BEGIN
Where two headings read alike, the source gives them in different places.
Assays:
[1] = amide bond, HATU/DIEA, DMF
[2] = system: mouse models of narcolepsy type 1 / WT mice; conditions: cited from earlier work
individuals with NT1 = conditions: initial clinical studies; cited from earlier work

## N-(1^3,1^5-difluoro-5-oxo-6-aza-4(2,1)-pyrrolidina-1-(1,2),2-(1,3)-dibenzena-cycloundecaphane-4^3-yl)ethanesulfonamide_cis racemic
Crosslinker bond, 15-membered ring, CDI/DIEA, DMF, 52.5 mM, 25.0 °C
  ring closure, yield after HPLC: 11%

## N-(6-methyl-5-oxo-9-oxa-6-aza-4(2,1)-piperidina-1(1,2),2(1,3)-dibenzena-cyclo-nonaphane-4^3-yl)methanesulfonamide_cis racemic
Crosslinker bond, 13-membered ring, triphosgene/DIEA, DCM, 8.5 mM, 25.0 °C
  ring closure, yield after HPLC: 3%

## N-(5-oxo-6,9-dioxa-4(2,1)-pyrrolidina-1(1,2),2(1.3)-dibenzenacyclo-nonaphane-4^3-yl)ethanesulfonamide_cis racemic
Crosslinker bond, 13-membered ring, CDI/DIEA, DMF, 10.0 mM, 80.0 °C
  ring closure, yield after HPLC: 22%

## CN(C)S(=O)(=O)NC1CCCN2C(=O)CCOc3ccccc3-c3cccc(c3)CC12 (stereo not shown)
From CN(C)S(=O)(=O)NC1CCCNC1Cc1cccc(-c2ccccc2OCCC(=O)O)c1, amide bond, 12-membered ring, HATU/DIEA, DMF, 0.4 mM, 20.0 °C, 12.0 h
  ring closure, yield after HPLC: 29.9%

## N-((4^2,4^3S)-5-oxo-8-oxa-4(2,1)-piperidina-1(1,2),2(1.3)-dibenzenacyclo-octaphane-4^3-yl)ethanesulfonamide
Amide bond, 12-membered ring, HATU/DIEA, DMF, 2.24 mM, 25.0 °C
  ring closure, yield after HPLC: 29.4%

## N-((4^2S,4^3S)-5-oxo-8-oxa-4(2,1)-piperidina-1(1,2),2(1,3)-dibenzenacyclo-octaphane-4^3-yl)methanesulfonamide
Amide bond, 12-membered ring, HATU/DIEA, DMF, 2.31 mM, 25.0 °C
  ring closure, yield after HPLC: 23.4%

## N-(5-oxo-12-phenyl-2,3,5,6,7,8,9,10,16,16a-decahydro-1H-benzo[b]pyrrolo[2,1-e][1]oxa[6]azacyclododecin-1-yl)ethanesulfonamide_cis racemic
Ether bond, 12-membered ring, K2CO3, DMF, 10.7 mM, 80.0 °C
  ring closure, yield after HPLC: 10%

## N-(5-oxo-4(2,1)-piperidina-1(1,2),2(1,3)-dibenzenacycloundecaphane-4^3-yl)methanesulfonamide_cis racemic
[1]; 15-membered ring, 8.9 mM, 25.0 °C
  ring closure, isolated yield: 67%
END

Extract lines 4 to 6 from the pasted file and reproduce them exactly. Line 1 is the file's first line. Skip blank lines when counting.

[2] = system: mouse models of narcolepsy type 1 / WT mice; conditions: cited from earlier work
individuals with NT1 = conditions: initial clinical studies; cited from earlier work

## N-(1^3,1^5-difluoro-5-oxo-6-aza-4(2,1)-pyrrolidina-1-(1,2),2-(1,3)-dibenzena-cycloundecaphane-4^3-yl)ethanesulfonamide_cis racemic